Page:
Here, to Hear You

Steady Increase in Call Volume Underscores Commitment to Improving Mental Health Care

SANTA FE, N.M. – Gov. Susana Martinez announced today new funding and a statewide advertising campaign for the New Mexico Crisis Access Line, which provides professional 24/7/365 support for New Mexicans experiencing personal and emotional crises.

The “Here, to Hear You,” campaign includes a television advertisement spot with Kevin Hines, author of “Cracked But Not Broken.” Hines became a global speaker and mental health advocate after surviving a suicide attempt from the Golden Gate Bridge.

In the commercial he talks about how he regretted his jump the minute his hand left the rail. The commercial notes that it took only 3.5 seconds for Hines to hit the water – about the same amount of time it takes to dial 1-855-NMCRISIS (1-855-662-7474) and reach professionally trained counselors at NMCAL.

Hines also talks about how lonely he felt prior to his suicide attempt, despite ongoing efforts by family to help him. He said that if one person had just stopped him on the bridge that day to ask if he was alright, he might never have made the jump.

“Everyone needs to be heard. No one should have to suffer alone, and providing around-the-clock, compassionate access to care for individuals and families experiencing a crisis is the cornerstone of an effective system of care,” Martinez said. “That’s why my administration advocated for the establishment of the independently operated statewide New Mexico Crisis and Access Line (NMCAL) in 2013, as part of
our ongoing commitment to improve mental health care for all New Mexicans.”

The Administration also unveiled additional funding to fund the next step in the movement towards a truly coordinated, always available, front door to care for individuals and families in crisis and create a true single point of crisis care in New Mexico to ensure greater access consistency regardless of the time of day or week. NMCAL will begin coordinating call responses for consumers seeking after-hours care from Core Service Agencies that coordinate care for those with serious mental illness, severe emotional disturbance or dependence on alcohol or drugs.

Finally, a statewide, peer operated warm line will be launched in the coming months. Peer counselors at the New Mexico Peer2Peer Warmine, while in recovery themselves, will offer confidential and non-judgmental peer support grounded in the premise that people have learned to make meaning of their life experiences and relationships, and can use those experiences to support others in recovery. The New Mexico P2P line will offer meaningful professional employment opportunities for those in recovery and support the long-term needs to develop a larger and more diverse workforce of trained and caring individuals.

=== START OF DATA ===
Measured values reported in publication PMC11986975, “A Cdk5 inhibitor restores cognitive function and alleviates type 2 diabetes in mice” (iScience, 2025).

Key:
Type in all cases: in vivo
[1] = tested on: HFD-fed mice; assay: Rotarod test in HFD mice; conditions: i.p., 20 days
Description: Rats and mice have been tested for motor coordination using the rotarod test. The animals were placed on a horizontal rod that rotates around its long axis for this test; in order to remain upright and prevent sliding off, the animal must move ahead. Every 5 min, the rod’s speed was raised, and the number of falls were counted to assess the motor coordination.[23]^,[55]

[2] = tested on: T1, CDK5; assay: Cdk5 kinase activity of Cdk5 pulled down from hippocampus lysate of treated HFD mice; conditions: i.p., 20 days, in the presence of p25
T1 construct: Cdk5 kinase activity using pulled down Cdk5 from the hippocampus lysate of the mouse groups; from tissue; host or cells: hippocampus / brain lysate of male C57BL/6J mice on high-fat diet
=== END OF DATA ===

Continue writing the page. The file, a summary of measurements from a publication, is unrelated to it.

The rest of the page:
Since it’s inception, the New Mexico Crisis and Access Line has helped more than 30,000 calls from New
Mexicans. Last year alone, NMCAL counselors were able to support and create safety plans for 92 percent of the more than 2,000 people who called to report they or a loved one was considering suicide.

“It is important to note, however, that NMCAL is not a just a suicide prevention line,” Martinez said.
“Professionally trained counselors are available 24 hours a day, seven days a week to help anyone who
is suffering a personal crisis, whether that’s anxiety, substance abuse, physical abuse, divorce, job loss, grief or other issues. We want to make sure no New Mexican has to feel alone.”

ProtoCall, Inc., operates the crisis line with 80 masters-level and above clinicians to provide consumer-centric, best practice clinical services. Calls to NMCAL have increased dramatically since its 2013 launch, with counselors last month answering 1500 calls, compared to 160 calls in the first month of operation. Martinez said the success of the crisis line shows how outreach and other efforts by the state to improve mental health care for New Mexicans are working.

“Last year, 84 percent of our Medicaid population received behavioral health services—an increase of x
% from previous years,” Martinez said. NMCAL staff is professionally trained to help support a person experiencing a crisis and establish a safety plan that includes referral to the appropriate behavioral health resources in their community. The NMCAL coordinates with local provider agencies, respite, warm lines, emergency rooms, law enforcement agencies and correctional facilities.

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